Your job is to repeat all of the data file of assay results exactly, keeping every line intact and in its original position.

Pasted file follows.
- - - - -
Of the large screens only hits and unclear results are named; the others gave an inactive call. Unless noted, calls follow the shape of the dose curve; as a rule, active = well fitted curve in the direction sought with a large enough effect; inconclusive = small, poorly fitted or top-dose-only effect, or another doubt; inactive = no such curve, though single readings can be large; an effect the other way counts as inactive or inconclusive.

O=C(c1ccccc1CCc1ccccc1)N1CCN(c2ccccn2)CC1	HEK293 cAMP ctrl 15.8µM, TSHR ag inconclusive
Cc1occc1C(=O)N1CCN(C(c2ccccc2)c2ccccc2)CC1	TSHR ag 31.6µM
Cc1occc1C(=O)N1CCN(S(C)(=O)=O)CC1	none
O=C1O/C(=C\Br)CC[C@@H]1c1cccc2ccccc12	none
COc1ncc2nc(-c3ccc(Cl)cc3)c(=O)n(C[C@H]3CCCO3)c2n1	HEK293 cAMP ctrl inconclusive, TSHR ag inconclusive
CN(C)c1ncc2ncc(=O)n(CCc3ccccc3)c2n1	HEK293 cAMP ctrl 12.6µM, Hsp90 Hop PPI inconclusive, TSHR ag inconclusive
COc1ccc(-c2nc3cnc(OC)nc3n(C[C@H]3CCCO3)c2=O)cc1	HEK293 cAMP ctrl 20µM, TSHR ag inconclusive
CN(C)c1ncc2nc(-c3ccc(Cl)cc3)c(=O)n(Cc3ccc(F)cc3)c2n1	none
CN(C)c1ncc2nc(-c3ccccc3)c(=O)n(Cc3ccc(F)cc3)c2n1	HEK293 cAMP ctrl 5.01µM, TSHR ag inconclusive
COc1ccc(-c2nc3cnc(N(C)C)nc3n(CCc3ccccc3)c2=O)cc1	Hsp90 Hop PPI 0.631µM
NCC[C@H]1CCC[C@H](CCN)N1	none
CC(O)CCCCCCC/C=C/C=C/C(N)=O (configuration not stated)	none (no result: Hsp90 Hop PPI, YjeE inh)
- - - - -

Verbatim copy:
Of the large screens only hits and unclear results are named; the others gave an inactive call. Unless noted, calls follow the shape of the dose curve; as a rule, active = well fitted curve in the direction sought with a large enough effect; inconclusive = small, poorly fitted or top-dose-only effect, or another doubt; inactive = no such curve, though single readings can be large; an effect the other way counts as inactive or inconclusive.

O=C(c1ccccc1CCc1ccccc1)N1CCN(c2ccccn2)CC1	HEK293 cAMP ctrl 15.8µM, TSHR ag inconclusive
Cc1occc1C(=O)N1CCN(C(c2ccccc2)c2ccccc2)CC1	TSHR ag 31.6µM
Cc1occc1C(=O)N1CCN(S(C)(=O)=O)CC1	none
O=C1O/C(=C\Br)CC[C@@H]1c1cccc2ccccc12	none
COc1ncc2nc(-c3ccc(Cl)cc3)c(=O)n(C[C@H]3CCCO3)c2n1	HEK293 cAMP ctrl inconclusive, TSHR ag inconclusive
CN(C)c1ncc2ncc(=O)n(CCc3ccccc3)c2n1	HEK293 cAMP ctrl 12.6µM, Hsp90 Hop PPI inconclusive, TSHR ag inconclusive
COc1ccc(-c2nc3cnc(OC)nc3n(C[C@H]3CCCO3)c2=O)cc1	HEK293 cAMP ctrl 20µM, TSHR ag inconclusive
CN(C)c1ncc2nc(-c3ccc(Cl)cc3)c(=O)n(Cc3ccc(F)cc3)c2n1	none
CN(C)c1ncc2nc(-c3ccccc3)c(=O)n(Cc3ccc(F)cc3)c2n1	HEK293 cAMP ctrl 5.01µM, TSHR ag inconclusive
COc1ccc(-c2nc3cnc(N(C)C)nc3n(CCc3ccccc3)c2=O)cc1	Hsp90 Hop PPI 0.631µM
NCC[C@H]1CCC[C@H](CCN)N1	none
CC(O)CCCCCCC/C=C/C=C/C(N)=O (configuration not stated)	none (no result: Hsp90 Hop PPI, YjeE inh)